There are few movie sequels that are better than the original. X-Men 2 is one, as is the second Terminator. Of course, it's possible that T2's success can be attributed to James Cameron; after all, he is the man who took Ridley Scott's decent Alien and gave us the ultra-badass Aliens.
57 years after the events of the original movie, planet LV-426 has been colonized by The Company. When contact is lost, Ripley is sent to join the crew of Space Marines who are going to check on the inhabitants. It turns out that things aren't as bad as Ripley had feared - they're worse. Where previously she only had to deal with one xenomorph, there are now hundreds scurrying all over the planet.
The original Alien was not a science fiction film - it was horror. You could easily set the tale in any era with any dark force, and things would have been the same. Similarly, Aliens was less sci-fi flick than war movie. Cameron took all the ideas from the first film and expanded them.
If the Alien was a bug, then insect social structure suggested that there must be a hive and inside that hive must be a queen. When Ripley found her way down into the queen's chamber, she met one of the baddest monsters ever put on film. And as long as fans have been clamoring for an Alien figure for Movie Maniacs, they've quietly dreamed of a queen of their own. McFarlane Toys really came through this time, delivering one of the best boxed sets they've ever done.
Re-creating no specific scene from the film, this set is still wicked cool. The main draw, of course, is the queen: two feet long
from tooth to tail, she stands more than 12" tall when stood up straight. Pictures just can't convey how huge this figure is: you're getting a lot of toy for your money. Absolutely every centimeter of this beast is sculpted to McFarlane's usual high standards, but by now we'd expect no less. In keeping with the rest of MM6, the queen mum is even articulated well.
In sharp contrast to the stunningly bad Matrix boxed set, this set is top of the line in all areas. The Queen moves at the head, neck, shoulders, wrists, waist, hips and tail. Even the two miniature arms sprouting vestigially from her chest turn. Her tail is bendy, allowing you to curl it around her however you like. The hip joints are extremely stiff, but that's not because they're glued in place (for a change) - it's to make sure that this big heavy monster doesn't tip forward over time.
To help the queen stand, there are two metal pegs in her feet. These keep her from being able to stand independent of the included base, but that's okay: getting her to balance well enough to stand would otherwise have been a nightmare. The base, representing the type of grate floors in the colony, measures 12⅝" x 4⅜" and has four free-rolling balls on the underside to make it easier to move.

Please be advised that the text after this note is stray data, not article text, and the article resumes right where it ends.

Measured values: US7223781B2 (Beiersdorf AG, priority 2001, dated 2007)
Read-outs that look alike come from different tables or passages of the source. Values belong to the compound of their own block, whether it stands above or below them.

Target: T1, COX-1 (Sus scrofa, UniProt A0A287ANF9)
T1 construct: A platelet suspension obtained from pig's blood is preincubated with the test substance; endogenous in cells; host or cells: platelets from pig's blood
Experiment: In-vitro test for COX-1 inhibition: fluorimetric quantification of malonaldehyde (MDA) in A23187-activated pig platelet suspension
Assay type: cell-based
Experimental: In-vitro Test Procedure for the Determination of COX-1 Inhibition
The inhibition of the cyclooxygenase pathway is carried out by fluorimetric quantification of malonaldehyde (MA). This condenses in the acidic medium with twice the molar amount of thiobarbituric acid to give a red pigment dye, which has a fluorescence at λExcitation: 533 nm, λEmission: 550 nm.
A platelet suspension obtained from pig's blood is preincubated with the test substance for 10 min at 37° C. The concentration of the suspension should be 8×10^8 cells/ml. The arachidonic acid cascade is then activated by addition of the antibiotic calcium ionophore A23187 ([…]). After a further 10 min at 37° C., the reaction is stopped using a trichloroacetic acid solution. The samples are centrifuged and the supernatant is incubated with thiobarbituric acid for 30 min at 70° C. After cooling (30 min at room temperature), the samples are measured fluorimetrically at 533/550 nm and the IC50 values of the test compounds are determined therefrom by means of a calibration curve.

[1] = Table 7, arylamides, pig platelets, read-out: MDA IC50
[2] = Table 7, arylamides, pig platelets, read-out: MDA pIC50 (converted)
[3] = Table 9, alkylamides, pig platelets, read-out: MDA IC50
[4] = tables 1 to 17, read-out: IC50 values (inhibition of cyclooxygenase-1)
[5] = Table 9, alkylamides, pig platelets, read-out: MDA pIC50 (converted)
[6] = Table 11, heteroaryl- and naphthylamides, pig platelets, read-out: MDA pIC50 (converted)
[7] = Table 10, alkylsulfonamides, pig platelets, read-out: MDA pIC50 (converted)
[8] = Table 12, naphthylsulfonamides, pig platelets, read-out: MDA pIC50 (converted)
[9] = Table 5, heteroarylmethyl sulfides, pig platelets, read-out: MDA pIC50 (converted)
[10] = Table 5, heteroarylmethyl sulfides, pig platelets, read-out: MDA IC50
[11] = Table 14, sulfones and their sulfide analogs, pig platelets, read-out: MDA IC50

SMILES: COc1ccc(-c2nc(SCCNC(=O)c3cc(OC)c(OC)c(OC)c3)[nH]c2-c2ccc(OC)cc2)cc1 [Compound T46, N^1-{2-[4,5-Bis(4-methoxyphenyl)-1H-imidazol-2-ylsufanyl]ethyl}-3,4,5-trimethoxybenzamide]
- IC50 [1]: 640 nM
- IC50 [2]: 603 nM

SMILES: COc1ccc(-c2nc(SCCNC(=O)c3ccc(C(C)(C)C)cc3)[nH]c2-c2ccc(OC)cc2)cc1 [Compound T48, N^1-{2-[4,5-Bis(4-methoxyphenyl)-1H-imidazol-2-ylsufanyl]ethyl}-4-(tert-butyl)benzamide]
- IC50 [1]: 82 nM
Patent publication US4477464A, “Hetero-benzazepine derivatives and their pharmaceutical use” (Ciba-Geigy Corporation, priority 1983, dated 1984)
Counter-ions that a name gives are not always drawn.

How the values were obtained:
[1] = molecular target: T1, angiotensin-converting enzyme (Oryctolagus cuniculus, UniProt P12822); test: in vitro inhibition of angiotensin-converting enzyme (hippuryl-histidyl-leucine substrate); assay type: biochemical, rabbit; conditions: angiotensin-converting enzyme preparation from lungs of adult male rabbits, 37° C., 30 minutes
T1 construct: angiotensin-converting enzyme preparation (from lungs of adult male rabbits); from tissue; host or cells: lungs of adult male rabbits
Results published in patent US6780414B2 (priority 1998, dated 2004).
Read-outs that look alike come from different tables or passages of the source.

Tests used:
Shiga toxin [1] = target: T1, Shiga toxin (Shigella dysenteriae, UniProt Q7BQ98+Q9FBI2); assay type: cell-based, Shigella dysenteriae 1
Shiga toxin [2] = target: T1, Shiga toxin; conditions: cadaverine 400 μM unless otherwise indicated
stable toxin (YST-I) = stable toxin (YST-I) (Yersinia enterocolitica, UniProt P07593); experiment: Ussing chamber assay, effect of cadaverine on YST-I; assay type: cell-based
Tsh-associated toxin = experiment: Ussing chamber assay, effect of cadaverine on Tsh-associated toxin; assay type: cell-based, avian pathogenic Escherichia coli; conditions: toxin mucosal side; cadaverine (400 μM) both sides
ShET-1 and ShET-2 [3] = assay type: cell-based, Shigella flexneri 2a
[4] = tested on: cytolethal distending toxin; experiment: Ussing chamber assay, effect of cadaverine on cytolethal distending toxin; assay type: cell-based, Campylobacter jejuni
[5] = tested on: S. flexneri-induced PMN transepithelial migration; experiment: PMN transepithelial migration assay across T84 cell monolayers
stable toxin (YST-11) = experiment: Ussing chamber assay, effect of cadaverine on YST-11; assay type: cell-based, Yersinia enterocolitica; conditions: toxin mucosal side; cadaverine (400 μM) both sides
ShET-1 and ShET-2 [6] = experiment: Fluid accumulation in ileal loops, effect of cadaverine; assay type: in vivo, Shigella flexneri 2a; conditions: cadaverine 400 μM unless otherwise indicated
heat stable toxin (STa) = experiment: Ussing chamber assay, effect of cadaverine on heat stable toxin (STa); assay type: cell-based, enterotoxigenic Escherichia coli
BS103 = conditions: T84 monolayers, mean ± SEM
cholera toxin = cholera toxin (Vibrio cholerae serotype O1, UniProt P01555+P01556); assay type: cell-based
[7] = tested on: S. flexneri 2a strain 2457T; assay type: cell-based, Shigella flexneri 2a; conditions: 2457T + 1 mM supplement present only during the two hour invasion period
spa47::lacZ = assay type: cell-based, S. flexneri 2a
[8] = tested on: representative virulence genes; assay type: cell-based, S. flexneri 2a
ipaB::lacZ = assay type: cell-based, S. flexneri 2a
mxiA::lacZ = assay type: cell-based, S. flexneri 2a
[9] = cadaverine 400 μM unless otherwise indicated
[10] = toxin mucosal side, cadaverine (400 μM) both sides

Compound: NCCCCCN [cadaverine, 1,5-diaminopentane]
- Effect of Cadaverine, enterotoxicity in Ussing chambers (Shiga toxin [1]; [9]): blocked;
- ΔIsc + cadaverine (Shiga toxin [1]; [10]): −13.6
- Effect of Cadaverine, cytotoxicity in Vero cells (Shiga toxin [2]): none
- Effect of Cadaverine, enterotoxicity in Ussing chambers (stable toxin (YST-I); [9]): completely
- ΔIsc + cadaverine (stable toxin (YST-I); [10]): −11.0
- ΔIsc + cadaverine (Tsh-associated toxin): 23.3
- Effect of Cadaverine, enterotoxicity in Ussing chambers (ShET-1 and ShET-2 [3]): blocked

If the set ended there, it would still be very cool. But Todd, always looking to make the best toys on the market, went even further.
The queen's base connects at one end
to another detailed section. Measuring 8¼" tall, 6½" wide and 7¼" deep, this section of the base re-creates the scene in the film when the Space Marines make their way down into the base in search of the surviving colonists. They come across what looks like a graveyard, with those unlucky settlers cocooned into the walls of the facility.
The base has more of that grating on the floor, and various pipes and tubes line the wall. There's an electrical junction box and all sorts of loose wiring hanging about. One of the colonists is stuck to the wall with rubbery green tendrils of the aliens' secreted resin. She moves (after a few hours in the freezer) at the neck and right wrist, and she's just part of an accessory!
To fully simulate the scene from the film, this poor colonist
(we'll call her Colleen, for expediency's sake) has "chest-burster" play action - press the big plunger on the back of the set and one of those terrible little beasties pops through Colleen's torso. It's truly a horror to behold, and really adds a lot of value to the set. Just move your mouse over the photo to the left for a demonstration.
Actually, it's the little things that make this set great - just like in the film, the queen has clear teeth. Her neck is covered with a soft, flexible rubber, though representatives of McFarlane Toys have assured us that this is a new material that won't create another incident of Headless Horseman-style rot.
There's been some discussion about why Her Majesty's left hand is balled into a fist. Well, let's just hope that it's a sign of things to come: at the end of the film, when Ripley's just exited her big yellow powerloader, the queen grabs her foot just the way seen here. Does this mean Todd's working on a Ripley figure? Only time will tell.
Kenner gave us a few Alien Queen figures during their run with the Alien and Predator licenses, but McToys' puts those to shame. Though that queen was cool enough for her time, but to look at it today is just a joke. The toy industry's come a long way in the past 10 years, and a lot of it is because of McFarlane. Looking at the queens next to each other, it's a good thing.